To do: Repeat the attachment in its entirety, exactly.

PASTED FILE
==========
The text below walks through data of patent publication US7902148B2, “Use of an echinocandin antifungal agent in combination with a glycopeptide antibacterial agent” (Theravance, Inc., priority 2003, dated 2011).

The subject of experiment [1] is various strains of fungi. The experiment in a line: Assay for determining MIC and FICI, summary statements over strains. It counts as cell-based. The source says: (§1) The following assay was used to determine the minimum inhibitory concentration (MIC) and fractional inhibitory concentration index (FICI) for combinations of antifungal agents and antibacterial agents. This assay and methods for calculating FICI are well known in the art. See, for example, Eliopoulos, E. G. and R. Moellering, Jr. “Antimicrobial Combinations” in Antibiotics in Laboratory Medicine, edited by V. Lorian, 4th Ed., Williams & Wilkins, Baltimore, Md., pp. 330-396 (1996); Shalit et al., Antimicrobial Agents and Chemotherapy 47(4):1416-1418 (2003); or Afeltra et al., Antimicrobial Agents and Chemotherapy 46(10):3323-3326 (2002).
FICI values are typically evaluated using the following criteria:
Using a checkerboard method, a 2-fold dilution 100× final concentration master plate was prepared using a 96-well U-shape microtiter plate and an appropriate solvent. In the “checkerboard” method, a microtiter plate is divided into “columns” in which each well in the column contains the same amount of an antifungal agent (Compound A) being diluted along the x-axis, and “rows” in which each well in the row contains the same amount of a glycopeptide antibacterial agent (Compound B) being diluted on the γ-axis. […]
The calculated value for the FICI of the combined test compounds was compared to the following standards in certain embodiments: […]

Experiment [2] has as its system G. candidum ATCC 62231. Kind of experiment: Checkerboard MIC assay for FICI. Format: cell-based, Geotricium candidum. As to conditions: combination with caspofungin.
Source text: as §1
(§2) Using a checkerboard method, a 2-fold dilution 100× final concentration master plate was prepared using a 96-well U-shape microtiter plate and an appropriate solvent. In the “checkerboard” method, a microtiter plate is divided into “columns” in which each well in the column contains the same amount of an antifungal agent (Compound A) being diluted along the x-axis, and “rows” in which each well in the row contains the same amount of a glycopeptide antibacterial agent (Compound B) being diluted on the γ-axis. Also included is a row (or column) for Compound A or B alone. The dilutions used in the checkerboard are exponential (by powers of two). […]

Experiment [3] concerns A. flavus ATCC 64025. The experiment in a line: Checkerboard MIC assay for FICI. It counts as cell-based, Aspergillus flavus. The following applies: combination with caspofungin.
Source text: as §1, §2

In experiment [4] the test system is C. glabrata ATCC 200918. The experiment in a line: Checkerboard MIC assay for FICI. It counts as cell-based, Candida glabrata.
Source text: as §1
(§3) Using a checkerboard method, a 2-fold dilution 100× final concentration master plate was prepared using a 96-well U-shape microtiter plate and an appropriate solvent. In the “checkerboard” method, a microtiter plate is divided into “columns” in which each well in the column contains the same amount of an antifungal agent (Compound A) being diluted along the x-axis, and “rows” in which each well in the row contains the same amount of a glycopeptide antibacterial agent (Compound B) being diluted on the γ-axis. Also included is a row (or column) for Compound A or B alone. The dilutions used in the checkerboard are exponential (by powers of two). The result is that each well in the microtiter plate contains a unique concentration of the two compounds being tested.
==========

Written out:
The text below walks through data of patent publication US7902148B2, “Use of an echinocandin antifungal agent in combination with a glycopeptide antibacterial agent” (Theravance, Inc., priority 2003, dated 2011).

The subject of experiment [1] is various strains of fungi. The experiment in a line: Assay for determining MIC and FICI, summary statements over strains. It counts as cell-based. The source says: (§1) The following assay was used to determine the minimum inhibitory concentration (MIC) and fractional inhibitory concentration index (FICI) for combinations of antifungal agents and antibacterial agents. This assay and methods for calculating FICI are well known in the art. See, for example, Eliopoulos, E. G. and R. Moellering, Jr. “Antimicrobial Combinations” in Antibiotics in Laboratory Medicine, edited by V. Lorian, 4th Ed., Williams & Wilkins, Baltimore, Md., pp. 330-396 (1996); Shalit et al., Antimicrobial Agents and Chemotherapy 47(4):1416-1418 (2003); or Afeltra et al., Antimicrobial Agents and Chemotherapy 46(10):3323-3326 (2002).
FICI values are typically evaluated using the following criteria:
Using a checkerboard method, a 2-fold dilution 100× final concentration master plate was prepared using a 96-well U-shape microtiter plate and an appropriate solvent. In the “checkerboard” method, a microtiter plate is divided into “columns” in which each well in the column contains the same amount of an antifungal agent (Compound A) being diluted along the x-axis, and “rows” in which each well in the row contains the same amount of a glycopeptide antibacterial agent (Compound B) being diluted on the γ-axis. […]
The calculated value for the FICI of the combined test compounds was compared to the following standards in certain embodiments: […]

Experiment [2] has as its system G. candidum ATCC 62231. Kind of experiment: Checkerboard MIC assay for FICI. Format: cell-based, Geotricium candidum. As to conditions: combination with caspofungin.
Source text: as §1
(§2) Using a checkerboard method, a 2-fold dilution 100× final concentration master plate was prepared using a 96-well U-shape microtiter plate and an appropriate solvent. In the “checkerboard” method, a microtiter plate is divided into “columns” in which each well in the column contains the same amount of an antifungal agent (Compound A) being diluted along the x-axis, and “rows” in which each well in the row contains the same amount of a glycopeptide antibacterial agent (Compound B) being diluted on the γ-axis. Also included is a row (or column) for Compound A or B alone. The dilutions used in the checkerboard are exponential (by powers of two). […]

Experiment [3] concerns A. flavus ATCC 64025. The experiment in a line: Checkerboard MIC assay for FICI. It counts as cell-based, Aspergillus flavus. The following applies: combination with caspofungin.
Source text: as §1, §2

In experiment [4] the test system is C. glabrata ATCC 200918. The experiment in a line: Checkerboard MIC assay for FICI. It counts as cell-based, Candida glabrata.
Source text: as §1
(§3) Using a checkerboard method, a 2-fold dilution 100× final concentration master plate was prepared using a 96-well U-shape microtiter plate and an appropriate solvent. In the “checkerboard” method, a microtiter plate is divided into “columns” in which each well in the column contains the same amount of an antifungal agent (Compound A) being diluted along the x-axis, and “rows” in which each well in the row contains the same amount of a glycopeptide antibacterial agent (Compound B) being diluted on the γ-axis. Also included is a row (or column) for Compound A or B alone. The dilutions used in the checkerboard are exponential (by powers of two). The result is that each well in the microtiter plate contains a unique concentration of the two compounds being tested.